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Got a Linux PC? Good. Got a PS3? Okay. Take one of your PS3 controllers and plug it into your Linux PC. It'll be instantly recognized, initialized, and show up as a normal joystick just like a normal PC gamepad. Press the PS controller (quirk in the hardware). Now run SDLMAME. Can't get it to work? Neither can I.

[*] Pressing Escape at any controls mapping screen -> Segmentation Fault (only when the PS3 controller is present)
[*] Random buttons appear to the game as being held down, even if the controller isn't mapped to anything for the current game. Some turn on and off with certain button presses, others just stay on.

My controller is brand new, just got it from Best Buy today. jstest shows perfectly normal behavior. I think the problem is an overflow somewhere resulting from finding a joystick with 27 axes and 18 buttons.
Use the -sixaxis switch.
That fixes the random buttons, but the segfault still happens (it also segfaults if you hit delete), and now I can't map any analog controls to buttons (as in, using the analog triggers for gas/brake in any racing game that had analog pedals). If I find time I may do a little digging.
That is correct. The Linux sixaxis kernel driver sucks, especially in the area of the analog+digital buttons. (Most notably some analog axes report the correct scale where 0x80 is center/not pressed and 0 or 0xff are pressed and some report where 0 is center/not pressed and 0xff is pressed and some report where 0xff is center/not pressed and 0 is not pressed. I don't care what the hardware does, that is unacceptable and userland shouldn't need specialized knowledge of specific controllers to work properly). The -sixaxis switch protects you from the worst of those things (you can still use L2/R2 as analog) but MAME's core tends to hate super-high-feature joypads. (The Xbox 360 wired USB pads do work well - they have no analog face buttons and their kernel driver works properly).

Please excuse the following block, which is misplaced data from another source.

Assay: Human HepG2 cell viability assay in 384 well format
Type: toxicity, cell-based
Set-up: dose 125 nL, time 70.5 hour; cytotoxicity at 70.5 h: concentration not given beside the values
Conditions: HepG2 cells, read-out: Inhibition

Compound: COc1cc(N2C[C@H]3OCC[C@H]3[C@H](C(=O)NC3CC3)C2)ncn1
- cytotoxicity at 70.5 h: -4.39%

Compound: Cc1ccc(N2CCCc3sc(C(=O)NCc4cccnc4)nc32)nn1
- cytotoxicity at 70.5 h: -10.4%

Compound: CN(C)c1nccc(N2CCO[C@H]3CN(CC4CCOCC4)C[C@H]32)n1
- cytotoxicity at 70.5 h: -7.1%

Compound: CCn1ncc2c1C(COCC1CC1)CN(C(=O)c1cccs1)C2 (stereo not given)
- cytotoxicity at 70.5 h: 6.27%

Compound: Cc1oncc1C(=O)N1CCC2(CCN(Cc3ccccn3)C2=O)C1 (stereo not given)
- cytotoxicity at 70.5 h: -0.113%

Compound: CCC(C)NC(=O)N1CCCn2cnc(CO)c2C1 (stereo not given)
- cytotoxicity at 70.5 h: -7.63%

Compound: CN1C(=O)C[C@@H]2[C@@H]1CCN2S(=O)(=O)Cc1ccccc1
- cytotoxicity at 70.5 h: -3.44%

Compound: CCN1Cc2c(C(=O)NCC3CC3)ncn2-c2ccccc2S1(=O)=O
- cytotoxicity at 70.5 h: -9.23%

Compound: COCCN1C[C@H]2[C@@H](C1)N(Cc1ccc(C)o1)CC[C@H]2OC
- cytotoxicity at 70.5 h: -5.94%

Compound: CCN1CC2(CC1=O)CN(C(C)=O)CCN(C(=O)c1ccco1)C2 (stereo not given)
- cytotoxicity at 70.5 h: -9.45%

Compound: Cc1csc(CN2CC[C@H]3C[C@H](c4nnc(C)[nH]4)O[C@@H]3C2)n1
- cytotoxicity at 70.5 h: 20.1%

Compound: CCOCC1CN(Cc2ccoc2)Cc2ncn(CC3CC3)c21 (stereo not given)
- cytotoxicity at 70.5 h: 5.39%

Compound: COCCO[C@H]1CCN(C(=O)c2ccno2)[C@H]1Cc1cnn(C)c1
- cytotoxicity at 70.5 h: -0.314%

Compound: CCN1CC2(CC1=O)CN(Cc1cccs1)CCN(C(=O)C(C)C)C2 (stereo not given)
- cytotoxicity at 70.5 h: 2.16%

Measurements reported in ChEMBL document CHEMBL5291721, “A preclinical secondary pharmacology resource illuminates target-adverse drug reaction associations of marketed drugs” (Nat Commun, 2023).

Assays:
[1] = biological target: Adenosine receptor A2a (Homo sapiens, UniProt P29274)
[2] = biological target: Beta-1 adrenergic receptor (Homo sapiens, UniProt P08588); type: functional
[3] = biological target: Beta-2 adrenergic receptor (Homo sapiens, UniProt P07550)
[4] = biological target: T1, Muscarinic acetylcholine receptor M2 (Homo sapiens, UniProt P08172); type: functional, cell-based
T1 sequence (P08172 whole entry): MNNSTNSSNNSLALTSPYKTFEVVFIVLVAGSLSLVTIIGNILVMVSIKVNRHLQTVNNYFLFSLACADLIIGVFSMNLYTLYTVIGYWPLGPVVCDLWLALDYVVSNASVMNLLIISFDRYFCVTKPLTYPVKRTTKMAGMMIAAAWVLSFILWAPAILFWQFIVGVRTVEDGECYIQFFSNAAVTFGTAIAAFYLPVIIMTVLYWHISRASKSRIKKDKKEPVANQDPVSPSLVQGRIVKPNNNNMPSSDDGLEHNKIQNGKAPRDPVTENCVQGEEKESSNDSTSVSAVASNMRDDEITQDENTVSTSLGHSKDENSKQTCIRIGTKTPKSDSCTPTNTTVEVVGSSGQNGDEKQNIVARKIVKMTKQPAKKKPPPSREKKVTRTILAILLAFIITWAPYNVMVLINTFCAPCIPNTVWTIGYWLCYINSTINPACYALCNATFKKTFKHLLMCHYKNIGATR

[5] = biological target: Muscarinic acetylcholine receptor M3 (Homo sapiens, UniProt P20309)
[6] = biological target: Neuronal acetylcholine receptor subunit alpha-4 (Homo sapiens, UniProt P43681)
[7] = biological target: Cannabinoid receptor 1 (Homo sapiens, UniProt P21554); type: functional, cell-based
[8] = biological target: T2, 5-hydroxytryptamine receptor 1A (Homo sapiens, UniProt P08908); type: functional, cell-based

That's not the behavior I'm seeing. In jstest's output, every axis that's mapped to a button rests at -32767 and moves through 0 to 32767, and every axis that maps to an analog stick rests at 0 and moves from -32767 to 32767. This seems perfectly reasonable. The only oddity I see in the jstest output are "dead" buttons and axes (two buttons are always off no matter how I manipulate the controller, and a number of axes always show the same arbitrary values and never change).

For what it's worth, the Linux sixaxis "driver" (at least in 2.6.28) is actually the regular USB HID driver with a quirk compensation to properly initialize the controller. Once the controller is initialized, it is treated as a fully HID-compliant joystick, and it responds in kind. I can only guess that there's something wrong internally in the utilities you are using for testing.

While I'm at it, the stuck buttons cannot possibly have anything to do with the way the kernel represents the controller. In Strikers 1945 II for instance, the coin switch was constantly held high unless I went into menus, and Coin 1 was btn0, Coin 2 was 6 on the keyboard.
Well, reading it via SDL shows all the things I mentioned. Jstest is not directly relevant for SDLMAME.
Actually... suspecting otherwise, I hacked up SDLJoytest (http://sdljoytest.sourceforge.net) to support multiple axes, and report the raw data SDL is providing. And the numbers SDL is giving out exactly match the numbers from jstest. I can make a patch of my changes if you'd like to see what I did, or even try it yourself.